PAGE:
5. The neural components of the eye absorb light and encode the stimulus in action potentials transmitted to the brain. They include the retina and optic nerve. The sharpest vision occurs in a region of retina called the fovea centralis, while the optic disc, where the optic nerve originates, is a blind spot with no receptor cells.

6. The relaxed (emmetropic) eye focuses on objects 6 m or more away. A near response is needed to focus on closer objects. This includes convergence of the eyes, constriction of the pupil, and accommodation (thickening) of the lens.

7. Light falling on the retina is absorbed by visual pigments in the outer segments of the rod and cone cells. Rods function at low light intensities

(producing night, or scotopic, vision) but produce monochromatic images with poor resolution. Cones require higher light intensities (producing day, or photopic, vision) and produce color images with finer resolution.

8. Light absorption bleaches the rhodopsin of rods or the photopsins of the cones. In rods (and probably cones), this stops the dark current of Na+ flow into the cell and the release of glutamate from the inner end of the cell.

9. Rods and cones synapse with bipolar cells, which respond to changes in glutamate secretion. Bipolar cells, in turn, stimulate ganglion cells. Ganglion cells are the first cells in the pathway that generate action potentials; their axons form the optic nerve.

10. The eyes respond to changes in light intensity by light adaptation (pupillary constriction and pigment bleaching) and dark adaptation (pupillary dilation and pigment regeneration).

11. The duplicity theory explains that a single type of receptor cell cannot produce both high light sensitivity (like the rods) and high resolution (like the cones). The neuronal convergence responsible for the sensitivity of rod pathways reduces resolution, while the lack of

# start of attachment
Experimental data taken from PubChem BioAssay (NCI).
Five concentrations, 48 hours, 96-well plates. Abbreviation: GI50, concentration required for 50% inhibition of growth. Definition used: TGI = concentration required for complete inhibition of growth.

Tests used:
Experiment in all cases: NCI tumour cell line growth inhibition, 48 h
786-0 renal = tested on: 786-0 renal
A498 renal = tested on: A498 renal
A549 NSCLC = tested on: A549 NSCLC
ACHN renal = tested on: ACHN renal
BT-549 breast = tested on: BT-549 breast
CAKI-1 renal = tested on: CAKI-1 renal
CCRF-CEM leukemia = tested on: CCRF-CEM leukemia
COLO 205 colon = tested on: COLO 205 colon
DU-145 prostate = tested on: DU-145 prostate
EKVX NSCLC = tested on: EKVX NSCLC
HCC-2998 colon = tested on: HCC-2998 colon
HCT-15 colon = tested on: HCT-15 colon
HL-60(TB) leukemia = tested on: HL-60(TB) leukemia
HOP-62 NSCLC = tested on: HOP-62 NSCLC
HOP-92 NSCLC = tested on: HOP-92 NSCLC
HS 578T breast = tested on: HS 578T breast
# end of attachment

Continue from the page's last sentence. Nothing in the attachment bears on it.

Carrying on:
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convergence responsible for the high resolution of cones reduces light sensitivity.

12. Three types of cones—blue, green, and red—have slight differences in their photopsins that result in peak absorption in different regions of the spectrum. This results in the ability to distinguish colors.

13. Stereoscopic vision (depth perception) results from each eye viewing an object from a slightly different angle, so its image falls on different areas of the two retinas.

14. Fibers of the optic nerves hemidecussate at the optic chiasm, so images in the left visual field project from both eyes to the right cerebral hemisphere, and images on the right project to the left hemisphere.

15. Beyond the optic chiasm, most nerve fibers end in the lateral geniculate nucleus of the thalamus. Here they synapse with third-order neurons whose fibers form the optic radiation leading to the primary visual cortex of the occipital lobe.

16. Some fibers of the optic nerve lead to the superior colliculi and pretectal nuclei of the midbrain. These midbrain nuclei control visual reflexes of the extrinsic eye muscles, pupillary reflexes, and accommodation of the lens in near vision.